Every day we take a ballet class to warm up our bodies and prepare for our rehearsal day, which consists of rehearsals of upcoming performances for whatever we are casted in.  During breaks, I like going down to have lunch, and I would have a coffee before the afternoon rehearsals.

Do you have any pre-performance rituals?

I like to have a powernap before performances; it refreshes my mind and keeps me alert onstage.

What do you eat on a big rehearsal/performance day?

On performance days, the company provides dinner for the dancers.  So I would have things like rice with chicken, fish, and vegetables. I’m not too particular about what I eat on rehearsal or performance days, so I will eat whatever is provided for me.

What is your dream role?
I don’t really aspire to dance any particular role. I just want to keep improving in my craft, and earning myself better roles each season.

What is your favourite costume so far?

The Spanish costume in The Nutcracker was very nice, it is definitely one of my favourites.

Who is your favourite choreographer in the works you’ve danced?

Nils Christe and Annegien Sneep! They are the choreographers of Fearful Symmetries which we just performed in Masterpiece in Motion.

Do you watch ballets from the wings during performance days?

Yes! I like to support my colleagues by watching them perform from the wings, so I try to watch whenever I can.

How do you feel after a performance?

If a show has gone well then I feel relieved and satisfied – it is one of the best feelings after a show is finished.

If by some chance my performance does not go according to plan, I feel quite guilty, as though I have let the company down.  This is a time to reflect on where I went wrong, and how I can prevent something similar from happening again.  It’s all part of improving myself as a dancer.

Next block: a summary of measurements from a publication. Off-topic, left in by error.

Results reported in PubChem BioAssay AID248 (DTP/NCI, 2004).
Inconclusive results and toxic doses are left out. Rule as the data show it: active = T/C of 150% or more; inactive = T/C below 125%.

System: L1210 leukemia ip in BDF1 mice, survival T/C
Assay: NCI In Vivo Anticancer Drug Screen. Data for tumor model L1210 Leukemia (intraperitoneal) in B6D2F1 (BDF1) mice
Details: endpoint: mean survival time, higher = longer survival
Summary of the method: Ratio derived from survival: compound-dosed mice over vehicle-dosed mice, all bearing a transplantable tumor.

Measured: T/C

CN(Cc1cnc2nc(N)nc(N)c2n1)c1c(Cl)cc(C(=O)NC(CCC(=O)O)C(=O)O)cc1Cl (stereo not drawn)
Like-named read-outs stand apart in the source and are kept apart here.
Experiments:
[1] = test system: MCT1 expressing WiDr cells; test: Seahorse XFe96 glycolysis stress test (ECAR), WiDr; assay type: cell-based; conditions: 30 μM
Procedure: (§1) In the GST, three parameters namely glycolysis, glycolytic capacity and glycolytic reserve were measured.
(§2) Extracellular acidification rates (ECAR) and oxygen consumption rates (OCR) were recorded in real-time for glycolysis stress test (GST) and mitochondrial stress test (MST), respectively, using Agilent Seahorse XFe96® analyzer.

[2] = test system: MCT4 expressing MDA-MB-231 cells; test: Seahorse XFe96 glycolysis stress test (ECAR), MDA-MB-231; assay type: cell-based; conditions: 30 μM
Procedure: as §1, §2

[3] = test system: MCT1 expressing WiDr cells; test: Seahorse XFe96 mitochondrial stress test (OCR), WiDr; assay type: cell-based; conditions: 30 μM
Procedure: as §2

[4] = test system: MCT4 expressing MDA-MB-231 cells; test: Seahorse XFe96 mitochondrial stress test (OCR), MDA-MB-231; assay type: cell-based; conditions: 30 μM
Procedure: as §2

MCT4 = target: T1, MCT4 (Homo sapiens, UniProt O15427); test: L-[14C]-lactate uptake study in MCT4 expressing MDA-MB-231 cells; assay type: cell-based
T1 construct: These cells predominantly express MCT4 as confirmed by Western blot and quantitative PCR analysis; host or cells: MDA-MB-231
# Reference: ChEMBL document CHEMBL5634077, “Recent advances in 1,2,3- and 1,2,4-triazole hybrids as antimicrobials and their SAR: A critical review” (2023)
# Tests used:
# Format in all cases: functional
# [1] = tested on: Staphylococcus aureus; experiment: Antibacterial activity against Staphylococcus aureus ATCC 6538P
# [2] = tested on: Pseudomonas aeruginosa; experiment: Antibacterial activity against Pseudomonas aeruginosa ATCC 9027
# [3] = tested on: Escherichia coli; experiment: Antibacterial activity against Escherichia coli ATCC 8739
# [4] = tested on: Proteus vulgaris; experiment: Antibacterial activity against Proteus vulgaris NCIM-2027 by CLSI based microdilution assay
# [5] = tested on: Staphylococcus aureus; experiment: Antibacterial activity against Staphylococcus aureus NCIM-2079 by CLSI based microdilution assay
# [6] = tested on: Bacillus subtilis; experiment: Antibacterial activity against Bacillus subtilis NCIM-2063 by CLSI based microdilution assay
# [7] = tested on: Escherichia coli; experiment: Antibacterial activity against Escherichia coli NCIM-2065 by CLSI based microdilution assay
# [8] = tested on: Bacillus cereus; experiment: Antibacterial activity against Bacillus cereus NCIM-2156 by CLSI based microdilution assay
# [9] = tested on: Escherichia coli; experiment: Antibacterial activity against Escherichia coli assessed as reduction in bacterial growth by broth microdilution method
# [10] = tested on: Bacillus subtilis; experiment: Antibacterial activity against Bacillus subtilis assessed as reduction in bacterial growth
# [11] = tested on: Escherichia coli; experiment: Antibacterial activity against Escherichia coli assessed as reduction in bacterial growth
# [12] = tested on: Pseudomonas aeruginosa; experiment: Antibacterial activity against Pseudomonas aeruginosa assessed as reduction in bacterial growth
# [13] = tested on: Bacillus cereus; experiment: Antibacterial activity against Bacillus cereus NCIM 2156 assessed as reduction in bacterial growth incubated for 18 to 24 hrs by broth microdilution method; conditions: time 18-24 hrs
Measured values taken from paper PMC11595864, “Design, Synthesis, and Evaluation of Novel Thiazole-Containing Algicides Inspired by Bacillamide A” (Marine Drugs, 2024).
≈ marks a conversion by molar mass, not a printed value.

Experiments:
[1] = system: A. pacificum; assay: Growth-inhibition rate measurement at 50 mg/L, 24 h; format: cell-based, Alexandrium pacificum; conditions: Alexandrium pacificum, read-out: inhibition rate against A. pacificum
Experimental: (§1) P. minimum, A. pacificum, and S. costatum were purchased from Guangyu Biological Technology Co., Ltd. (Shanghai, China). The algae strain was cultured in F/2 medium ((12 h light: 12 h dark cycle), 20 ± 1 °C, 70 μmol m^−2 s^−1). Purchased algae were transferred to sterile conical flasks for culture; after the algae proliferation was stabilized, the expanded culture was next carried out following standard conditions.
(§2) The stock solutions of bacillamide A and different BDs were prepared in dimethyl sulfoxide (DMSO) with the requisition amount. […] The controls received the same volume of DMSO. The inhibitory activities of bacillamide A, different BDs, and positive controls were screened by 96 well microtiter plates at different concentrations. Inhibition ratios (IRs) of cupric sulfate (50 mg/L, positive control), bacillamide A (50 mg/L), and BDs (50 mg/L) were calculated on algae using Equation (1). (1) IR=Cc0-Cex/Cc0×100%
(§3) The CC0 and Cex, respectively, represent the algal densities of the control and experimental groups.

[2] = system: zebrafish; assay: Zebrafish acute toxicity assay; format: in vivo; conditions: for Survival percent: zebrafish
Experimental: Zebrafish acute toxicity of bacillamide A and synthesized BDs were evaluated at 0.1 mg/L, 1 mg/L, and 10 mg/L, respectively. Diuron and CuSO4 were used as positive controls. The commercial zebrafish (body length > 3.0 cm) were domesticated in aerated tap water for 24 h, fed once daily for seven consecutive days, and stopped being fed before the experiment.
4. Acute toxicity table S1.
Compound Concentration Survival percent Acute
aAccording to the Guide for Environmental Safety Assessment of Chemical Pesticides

What is your most prized possession?

My family; the support they give me is invaluable.

What do you like to do outside of SDT?

I’ve been taking an interest in photography, so I enjoy taking photos of Singapore’s sights.  One of my favourite spots is Marina Bay.  Singapore’s amazing city is almost always ripe for a good picture.  The Singapore Zoo is also wonderful, as taking pictures of animals is different every time. You never know what they are going to do next, and getting that perfect shot when they are looking at you is amazing.

I also like to watch movies and play video games to relax.

Do you have a “guilty pleasure”?

No, I don’t feel like I have one.

Are most of your friends dancers?

Yes. I spend most of my time at work in Singapore, so most of my friends are dancers from the company itself. Beyond Singapore, most of my friends are from past dance schools, like NZSD.

How does your family feel about your career?

I am very lucky that my family is very supportive of my dance career, and I really treasure and love them for it.

What do you want to do after dancing?

I would like to do something that is related to music, possibly playing piano for a ballet company someday, we’ll see.